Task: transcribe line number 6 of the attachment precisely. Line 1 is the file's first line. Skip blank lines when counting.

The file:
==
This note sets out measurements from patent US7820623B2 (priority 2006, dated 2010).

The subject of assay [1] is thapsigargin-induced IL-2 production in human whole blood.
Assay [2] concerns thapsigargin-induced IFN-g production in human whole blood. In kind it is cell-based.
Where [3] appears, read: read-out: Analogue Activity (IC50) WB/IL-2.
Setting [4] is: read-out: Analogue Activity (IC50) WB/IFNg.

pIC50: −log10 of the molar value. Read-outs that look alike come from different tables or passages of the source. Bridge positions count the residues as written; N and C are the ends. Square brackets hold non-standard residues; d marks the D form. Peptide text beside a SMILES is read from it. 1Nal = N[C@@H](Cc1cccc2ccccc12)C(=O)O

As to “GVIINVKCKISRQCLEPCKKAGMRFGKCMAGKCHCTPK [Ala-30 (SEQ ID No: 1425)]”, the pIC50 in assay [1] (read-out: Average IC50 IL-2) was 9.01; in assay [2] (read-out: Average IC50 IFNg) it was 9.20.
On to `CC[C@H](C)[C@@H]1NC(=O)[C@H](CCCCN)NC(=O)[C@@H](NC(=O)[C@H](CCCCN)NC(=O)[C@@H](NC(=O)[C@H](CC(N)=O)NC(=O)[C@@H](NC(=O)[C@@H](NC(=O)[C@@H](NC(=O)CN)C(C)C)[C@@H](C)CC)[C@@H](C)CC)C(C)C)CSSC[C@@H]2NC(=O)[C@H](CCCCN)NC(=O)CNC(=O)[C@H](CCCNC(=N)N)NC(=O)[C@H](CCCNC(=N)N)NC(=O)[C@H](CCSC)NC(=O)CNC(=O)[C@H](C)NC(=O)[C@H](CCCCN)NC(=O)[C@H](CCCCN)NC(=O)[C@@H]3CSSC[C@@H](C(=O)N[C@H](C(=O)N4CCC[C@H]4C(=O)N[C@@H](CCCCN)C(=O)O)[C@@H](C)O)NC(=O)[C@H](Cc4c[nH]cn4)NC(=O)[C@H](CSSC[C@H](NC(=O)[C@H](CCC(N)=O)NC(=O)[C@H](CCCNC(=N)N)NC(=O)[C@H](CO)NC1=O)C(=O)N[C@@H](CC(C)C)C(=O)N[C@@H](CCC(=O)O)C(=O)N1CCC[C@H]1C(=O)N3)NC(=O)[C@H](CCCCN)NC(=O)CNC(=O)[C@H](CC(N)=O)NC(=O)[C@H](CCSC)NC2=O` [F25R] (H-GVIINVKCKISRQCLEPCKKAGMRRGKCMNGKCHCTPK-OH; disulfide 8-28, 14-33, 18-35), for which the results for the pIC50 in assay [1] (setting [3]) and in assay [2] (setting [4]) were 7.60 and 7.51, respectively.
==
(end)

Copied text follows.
pIC50: −log10 of the molar value. Read-outs that look alike come from different tables or passages of the source. Bridge positions count the residues as written; N and C are the ends. Square brackets hold non-standard residues; d marks the D form. Peptide text beside a SMILES is read from it. 1Nal = N[C@@H](Cc1cccc2ccccc12)C(=O)O